Royal Rover: hopes dim that it conveyed regal visitors

Royal Rover: hopes dim that it conveyed regal visitors


oyal tours and Land Rovers! The Snowy Mountains Museum at Adaminaby has an old, dilapidated Land Rover it dares to hope may have been the very vehicle in which, in 1963, the Queen and the Duke of Edinburgh were driven down into underground works of the Snowy scheme.

Can readers help the museum - perhaps with old photographs taken by royalty stalkers in 1963 - prove whether or not this is the Land Rover?

Max Rowe, of Hawker, once a Snowy employee, has been following the discussion and is quietly sceptical.

More on that in a moment, but first here's a lovely story of how, during his many years of working for the Snowy Mountains Hydro Electricity Authority, he used to almost literally ''ride shotgun'' (he carried a revolver) in one Land Rover behind another that was carrying huge (for the time) sums of cash to the mountains.

''Yes, it was like the Wild West,'' he reminisced to this columnist. The two-Land Rover convoy used to leave Cooma and carry workers' pay, in cash, up to remote Snowy workplaces like Cabramurra and Khancoban, where there were no banks. The leading Land Rover carried the money, perhaps as much as £20,000 (''a lot of money in those days'', Rowe observes) and the following one carried revolver-packing men.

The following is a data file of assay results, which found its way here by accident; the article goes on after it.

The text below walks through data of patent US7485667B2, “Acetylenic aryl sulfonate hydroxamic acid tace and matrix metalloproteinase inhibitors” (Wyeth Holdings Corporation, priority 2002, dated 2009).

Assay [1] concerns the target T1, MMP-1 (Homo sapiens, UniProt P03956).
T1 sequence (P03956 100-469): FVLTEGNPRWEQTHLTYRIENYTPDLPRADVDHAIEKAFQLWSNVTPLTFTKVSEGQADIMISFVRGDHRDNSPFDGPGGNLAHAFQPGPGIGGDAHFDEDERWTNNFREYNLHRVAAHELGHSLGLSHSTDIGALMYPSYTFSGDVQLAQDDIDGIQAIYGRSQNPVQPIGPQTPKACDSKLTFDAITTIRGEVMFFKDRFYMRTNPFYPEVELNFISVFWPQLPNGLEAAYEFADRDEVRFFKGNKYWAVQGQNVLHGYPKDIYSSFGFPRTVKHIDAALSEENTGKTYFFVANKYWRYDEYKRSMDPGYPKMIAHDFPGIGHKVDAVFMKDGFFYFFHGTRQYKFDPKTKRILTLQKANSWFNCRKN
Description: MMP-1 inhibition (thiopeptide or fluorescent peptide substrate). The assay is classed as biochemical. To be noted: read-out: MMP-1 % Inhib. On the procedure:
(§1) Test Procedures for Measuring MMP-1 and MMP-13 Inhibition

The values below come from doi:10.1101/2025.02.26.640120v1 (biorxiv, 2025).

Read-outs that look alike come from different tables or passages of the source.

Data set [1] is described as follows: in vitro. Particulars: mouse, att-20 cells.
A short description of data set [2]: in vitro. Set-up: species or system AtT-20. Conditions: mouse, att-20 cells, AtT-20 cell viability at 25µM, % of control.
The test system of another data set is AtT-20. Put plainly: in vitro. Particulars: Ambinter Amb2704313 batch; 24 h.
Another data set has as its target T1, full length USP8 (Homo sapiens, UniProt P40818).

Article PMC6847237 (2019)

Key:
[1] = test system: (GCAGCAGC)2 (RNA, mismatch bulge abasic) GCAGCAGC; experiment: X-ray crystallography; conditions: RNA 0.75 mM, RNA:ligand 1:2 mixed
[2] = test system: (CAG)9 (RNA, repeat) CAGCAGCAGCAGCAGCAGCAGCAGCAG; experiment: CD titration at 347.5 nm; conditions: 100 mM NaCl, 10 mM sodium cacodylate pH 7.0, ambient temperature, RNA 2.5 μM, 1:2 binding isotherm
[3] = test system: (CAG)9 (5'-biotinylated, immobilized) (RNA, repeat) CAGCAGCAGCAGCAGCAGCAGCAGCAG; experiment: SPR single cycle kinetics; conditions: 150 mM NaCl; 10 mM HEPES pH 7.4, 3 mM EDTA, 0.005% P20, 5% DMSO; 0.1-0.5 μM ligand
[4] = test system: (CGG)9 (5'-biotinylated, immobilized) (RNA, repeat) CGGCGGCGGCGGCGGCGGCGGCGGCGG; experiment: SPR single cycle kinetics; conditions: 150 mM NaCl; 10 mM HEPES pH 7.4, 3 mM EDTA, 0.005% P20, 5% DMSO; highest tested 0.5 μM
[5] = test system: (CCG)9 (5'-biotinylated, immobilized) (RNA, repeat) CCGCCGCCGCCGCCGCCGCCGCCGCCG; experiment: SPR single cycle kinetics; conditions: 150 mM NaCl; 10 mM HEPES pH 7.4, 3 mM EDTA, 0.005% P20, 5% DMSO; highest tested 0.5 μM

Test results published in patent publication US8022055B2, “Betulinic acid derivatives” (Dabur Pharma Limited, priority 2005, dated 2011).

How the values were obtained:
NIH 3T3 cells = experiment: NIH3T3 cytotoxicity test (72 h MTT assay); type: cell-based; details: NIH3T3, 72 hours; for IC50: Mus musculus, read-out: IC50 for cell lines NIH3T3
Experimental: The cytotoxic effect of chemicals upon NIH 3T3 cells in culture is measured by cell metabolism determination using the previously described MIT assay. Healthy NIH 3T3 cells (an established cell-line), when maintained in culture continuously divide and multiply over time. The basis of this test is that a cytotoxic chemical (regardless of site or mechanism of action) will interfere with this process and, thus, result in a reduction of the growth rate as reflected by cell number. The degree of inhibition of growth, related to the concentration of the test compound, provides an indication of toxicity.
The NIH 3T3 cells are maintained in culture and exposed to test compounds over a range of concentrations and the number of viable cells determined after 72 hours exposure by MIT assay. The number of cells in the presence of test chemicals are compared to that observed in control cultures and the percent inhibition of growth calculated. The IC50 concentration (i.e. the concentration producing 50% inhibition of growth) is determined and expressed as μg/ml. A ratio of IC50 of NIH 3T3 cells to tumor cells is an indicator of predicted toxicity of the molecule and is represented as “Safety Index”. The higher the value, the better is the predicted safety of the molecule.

He remembers being trained by a pragmatic policeman who told him that, when shooting at someone, always shoot for the body (a nice big target) rather than for the legs. Thank goodness Rowe never had to pull a trigger.

Upon arrival at an alpine workplace, he recalls, the money-carrying Land Rover became the pay office and the men were handed their pay through the window.

Rowe, who points out that over the years of the scheme's construction the authority used and got through about 700 Land Rovers, is sceptical about the museum's battered old contraption being the one. It seems to be a 1950s model and he remembers that the Snowy's hard-working Land Rovers ''really took a hammering in those days'' and so had relatively short lives. The chances of a 1950s one even surviving in the Snowy's employ until the 1963 royal visit, let alone being in good enough shape to be graced by royal bottoms, seems slight.

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